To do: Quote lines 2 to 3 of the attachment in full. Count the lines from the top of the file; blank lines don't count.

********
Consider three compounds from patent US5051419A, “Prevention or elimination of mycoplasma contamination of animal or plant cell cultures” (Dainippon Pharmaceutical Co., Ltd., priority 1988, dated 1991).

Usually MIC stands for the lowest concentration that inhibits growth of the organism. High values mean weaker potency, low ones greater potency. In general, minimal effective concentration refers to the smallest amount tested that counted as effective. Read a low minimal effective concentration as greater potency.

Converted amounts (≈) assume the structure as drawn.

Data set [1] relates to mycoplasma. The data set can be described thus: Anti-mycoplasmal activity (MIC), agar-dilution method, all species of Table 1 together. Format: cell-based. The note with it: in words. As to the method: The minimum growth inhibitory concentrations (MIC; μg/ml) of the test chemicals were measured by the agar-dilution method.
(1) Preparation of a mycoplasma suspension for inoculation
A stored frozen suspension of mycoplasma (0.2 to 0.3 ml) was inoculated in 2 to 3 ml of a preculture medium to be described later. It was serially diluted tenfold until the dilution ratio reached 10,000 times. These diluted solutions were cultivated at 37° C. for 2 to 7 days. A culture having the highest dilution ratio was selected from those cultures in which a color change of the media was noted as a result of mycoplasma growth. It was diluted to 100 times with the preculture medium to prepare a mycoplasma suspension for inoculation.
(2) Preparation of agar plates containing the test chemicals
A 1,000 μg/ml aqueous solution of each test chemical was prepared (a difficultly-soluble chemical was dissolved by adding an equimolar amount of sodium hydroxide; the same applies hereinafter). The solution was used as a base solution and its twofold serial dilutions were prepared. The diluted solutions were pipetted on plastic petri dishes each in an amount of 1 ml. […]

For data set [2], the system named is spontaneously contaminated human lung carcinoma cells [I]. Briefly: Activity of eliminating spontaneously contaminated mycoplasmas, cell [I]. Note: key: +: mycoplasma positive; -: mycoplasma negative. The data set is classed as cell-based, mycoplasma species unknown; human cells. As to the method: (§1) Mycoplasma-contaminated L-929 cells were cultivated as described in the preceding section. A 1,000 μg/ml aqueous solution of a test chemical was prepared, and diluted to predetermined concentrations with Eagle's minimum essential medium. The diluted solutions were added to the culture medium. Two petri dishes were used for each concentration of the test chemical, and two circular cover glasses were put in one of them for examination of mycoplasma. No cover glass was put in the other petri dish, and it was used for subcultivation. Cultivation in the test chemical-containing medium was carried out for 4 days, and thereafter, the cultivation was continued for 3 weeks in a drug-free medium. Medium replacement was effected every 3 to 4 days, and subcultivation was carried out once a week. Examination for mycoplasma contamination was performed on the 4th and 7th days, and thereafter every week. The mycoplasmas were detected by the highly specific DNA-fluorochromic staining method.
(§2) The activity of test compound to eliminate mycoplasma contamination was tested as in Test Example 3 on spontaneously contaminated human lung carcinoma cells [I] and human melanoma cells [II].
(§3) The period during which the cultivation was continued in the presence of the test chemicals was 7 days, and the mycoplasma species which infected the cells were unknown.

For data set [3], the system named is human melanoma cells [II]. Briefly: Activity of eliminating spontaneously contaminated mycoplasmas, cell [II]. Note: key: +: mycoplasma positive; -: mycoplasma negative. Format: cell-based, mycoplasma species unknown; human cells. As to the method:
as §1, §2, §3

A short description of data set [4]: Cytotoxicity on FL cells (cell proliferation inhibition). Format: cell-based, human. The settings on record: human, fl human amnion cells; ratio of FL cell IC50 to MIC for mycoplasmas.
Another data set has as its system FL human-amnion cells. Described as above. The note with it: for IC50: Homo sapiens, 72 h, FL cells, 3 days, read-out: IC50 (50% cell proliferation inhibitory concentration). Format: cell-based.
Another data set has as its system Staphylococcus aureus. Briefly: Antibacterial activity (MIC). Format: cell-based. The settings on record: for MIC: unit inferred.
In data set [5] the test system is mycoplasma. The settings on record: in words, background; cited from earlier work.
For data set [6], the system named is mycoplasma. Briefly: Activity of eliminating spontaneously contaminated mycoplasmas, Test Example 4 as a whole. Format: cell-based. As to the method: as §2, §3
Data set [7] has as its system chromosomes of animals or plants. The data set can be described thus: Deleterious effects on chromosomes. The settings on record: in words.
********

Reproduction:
Usually MIC stands for the lowest concentration that inhibits growth of the organism. High values mean weaker potency, low ones greater potency. In general, minimal effective concentration refers to the smallest amount tested that counted as effective. Read a low minimal effective concentration as greater potency.

Converted amounts (≈) assume the structure as drawn.